“The incredible journey of a spiritual warrior”

An interview with John Scheinfeld, director of Chasing Trane: The John Coltrane Documentary

A definitive account of the extraordinary saxophonist whose boundary-shattering music continues to impact and inspire people around the world, this smart and passionate film is for anyone who appreciates the power of music. Directed by critically acclaimed Chicago native John Scheinfeld (The U.S. vs. John Lennon) and featuring the words of Coltrane spoken by actor Denzel Washington, the film digs deep into the artist’s music via rare footage of the innovator in action and commentary from a range of fans, including jazz giants Wayne Shorter and Sonny Rollins and a particularly lively Cornel West. Scheinfeld speaks with DOC10’s Anthony Kaufman about making a music-driven portrait, Denzel Washington, and the how Coltrane was a product of his times.

First off, the simple question: Why you and why Coltrane? What's your connections?

As a documentary filmmaker, I love telling stories about great artists, individuals who go their own way and achieve success on their own terms. So when I was asked if I wanted to make a film about John Coltrane I was certainly intrigued. However, the more I read about the man and his music the more I realized this was a very unique and compelling story.

Unlike the cliché to which we’ve become accustomed (artist with great talent comes from nowhere…becomes rich and famous…abuses themselves in one way or another…dies way too young), the story of John Coltrane is the incredible journey of a spiritual warrior who found himself, found God and, in the process, created an extraordinary body of work that transcends all barriers of race, religion, age and geography. This is a story absolutely worthy of telling.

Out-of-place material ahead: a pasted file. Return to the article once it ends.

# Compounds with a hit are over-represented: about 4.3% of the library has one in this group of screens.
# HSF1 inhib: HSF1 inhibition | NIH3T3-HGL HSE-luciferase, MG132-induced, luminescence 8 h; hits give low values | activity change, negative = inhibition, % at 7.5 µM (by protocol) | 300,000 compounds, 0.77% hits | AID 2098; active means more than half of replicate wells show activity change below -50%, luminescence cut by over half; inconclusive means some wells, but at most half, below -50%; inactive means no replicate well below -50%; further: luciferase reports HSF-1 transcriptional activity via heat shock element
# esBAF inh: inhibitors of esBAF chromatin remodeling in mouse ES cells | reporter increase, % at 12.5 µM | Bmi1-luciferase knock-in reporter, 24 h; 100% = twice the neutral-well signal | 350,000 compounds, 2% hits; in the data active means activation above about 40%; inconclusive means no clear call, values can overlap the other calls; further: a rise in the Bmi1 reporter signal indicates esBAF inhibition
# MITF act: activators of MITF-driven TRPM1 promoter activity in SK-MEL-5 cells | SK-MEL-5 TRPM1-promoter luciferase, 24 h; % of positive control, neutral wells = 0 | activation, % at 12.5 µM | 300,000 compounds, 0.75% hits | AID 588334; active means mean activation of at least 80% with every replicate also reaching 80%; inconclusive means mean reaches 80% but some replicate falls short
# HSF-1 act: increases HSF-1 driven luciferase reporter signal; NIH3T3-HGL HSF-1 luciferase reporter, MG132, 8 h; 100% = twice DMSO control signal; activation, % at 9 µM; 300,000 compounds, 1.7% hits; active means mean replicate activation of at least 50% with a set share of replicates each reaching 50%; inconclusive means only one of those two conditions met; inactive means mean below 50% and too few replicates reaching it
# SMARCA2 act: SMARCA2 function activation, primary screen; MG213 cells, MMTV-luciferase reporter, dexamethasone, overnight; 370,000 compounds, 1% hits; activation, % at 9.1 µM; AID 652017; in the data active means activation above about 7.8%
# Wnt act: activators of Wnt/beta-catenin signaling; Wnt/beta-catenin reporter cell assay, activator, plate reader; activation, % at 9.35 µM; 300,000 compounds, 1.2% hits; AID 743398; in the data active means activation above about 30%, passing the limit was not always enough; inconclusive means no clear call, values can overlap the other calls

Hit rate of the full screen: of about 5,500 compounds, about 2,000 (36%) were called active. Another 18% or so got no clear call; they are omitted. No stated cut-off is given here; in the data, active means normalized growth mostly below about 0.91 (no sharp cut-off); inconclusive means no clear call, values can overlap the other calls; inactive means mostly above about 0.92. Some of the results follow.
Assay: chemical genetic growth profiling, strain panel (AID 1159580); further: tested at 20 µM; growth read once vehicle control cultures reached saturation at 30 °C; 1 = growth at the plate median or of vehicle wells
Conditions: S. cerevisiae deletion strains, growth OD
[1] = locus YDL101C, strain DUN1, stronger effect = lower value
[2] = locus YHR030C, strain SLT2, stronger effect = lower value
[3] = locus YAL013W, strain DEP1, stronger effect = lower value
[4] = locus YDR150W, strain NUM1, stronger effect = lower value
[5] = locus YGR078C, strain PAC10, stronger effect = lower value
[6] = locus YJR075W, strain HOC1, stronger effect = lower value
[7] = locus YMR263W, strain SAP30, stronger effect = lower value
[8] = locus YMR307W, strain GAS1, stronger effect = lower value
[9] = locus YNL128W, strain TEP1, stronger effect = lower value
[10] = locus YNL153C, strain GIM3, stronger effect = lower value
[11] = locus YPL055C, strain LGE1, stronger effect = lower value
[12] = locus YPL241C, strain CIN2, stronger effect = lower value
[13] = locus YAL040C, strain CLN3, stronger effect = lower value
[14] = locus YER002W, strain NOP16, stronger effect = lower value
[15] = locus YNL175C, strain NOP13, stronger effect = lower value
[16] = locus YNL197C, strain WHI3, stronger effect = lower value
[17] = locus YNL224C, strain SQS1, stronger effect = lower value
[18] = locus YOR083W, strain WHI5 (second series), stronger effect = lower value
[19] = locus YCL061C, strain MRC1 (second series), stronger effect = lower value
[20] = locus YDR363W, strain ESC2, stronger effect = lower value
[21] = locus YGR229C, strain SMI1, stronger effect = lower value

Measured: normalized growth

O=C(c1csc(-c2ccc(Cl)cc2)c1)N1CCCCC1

One of the things that sets your film apart from other docs about famous musicians is that it's not a straightforward bio-pic. While there's biographical information, I really think it's about the music itself. Can you talk about that choice?

Thanks for noticing! I did not want to make a straight-ahead biography. Nor did I want this film to be the cinematic equivalent of a music theory class, analyzing the music as so many books about Coltrane have done. What I wanted to create with Coltrane, as I have with other great musicians I’ve had the privilege of make a film about, is a rich and textured portrait of an artist by revealing the critical events, passions, experiences and challenges that shaped his life and revolutionary sounds.

Viewers might also expect to see lots of clips of Coltrane on TV or hear him speaking on the radio, but it's almost all Coltrane's music recordings here, plus Denzel Washington speaking his words at certain points. So is there really no usable TV material? Not even international? Or was this a specific aesthetic choice you made?

John Coltrane was a very private, almost shy individual. During his lifetime he did no television interviews and only a handful of radio interviews. The sound was not good enough on recordings of those interviews for me to use, but happily he had done many print interviews. So I made the choice to pull extracts from those interviews and pepper them throughout the film to illuminate what he was thinking or feeling at a particular time in his life. And I wanted a movie star to read them and make Coltrane an even more vibrant and vital presence in the film beyond just the performance clips. I’m thrilled that Denzel Washington agreed to read Coltrane’s words – his superb talents as an actor really and truly elevate the film in so many ways.